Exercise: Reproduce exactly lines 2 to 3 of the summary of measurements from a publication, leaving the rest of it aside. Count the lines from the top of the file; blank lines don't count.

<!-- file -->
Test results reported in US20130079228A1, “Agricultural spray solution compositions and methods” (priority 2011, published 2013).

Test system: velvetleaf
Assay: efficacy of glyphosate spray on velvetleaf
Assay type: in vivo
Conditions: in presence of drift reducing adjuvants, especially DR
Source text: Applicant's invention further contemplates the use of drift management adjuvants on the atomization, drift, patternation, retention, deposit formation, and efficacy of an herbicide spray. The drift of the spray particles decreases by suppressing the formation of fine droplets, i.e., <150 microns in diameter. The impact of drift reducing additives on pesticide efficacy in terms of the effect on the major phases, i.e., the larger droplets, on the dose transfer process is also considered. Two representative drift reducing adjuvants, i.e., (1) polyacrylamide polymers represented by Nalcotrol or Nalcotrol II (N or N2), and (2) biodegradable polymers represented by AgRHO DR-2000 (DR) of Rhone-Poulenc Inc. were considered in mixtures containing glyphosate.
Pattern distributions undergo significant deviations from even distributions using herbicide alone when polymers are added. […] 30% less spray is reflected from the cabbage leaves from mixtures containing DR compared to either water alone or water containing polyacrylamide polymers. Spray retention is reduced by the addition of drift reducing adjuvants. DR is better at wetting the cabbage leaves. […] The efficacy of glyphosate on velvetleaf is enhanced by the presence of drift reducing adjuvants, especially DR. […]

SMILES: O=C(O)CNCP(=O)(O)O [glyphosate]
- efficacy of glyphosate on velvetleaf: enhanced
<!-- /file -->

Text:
Test system: velvetleaf
Assay: efficacy of glyphosate spray on velvetleaf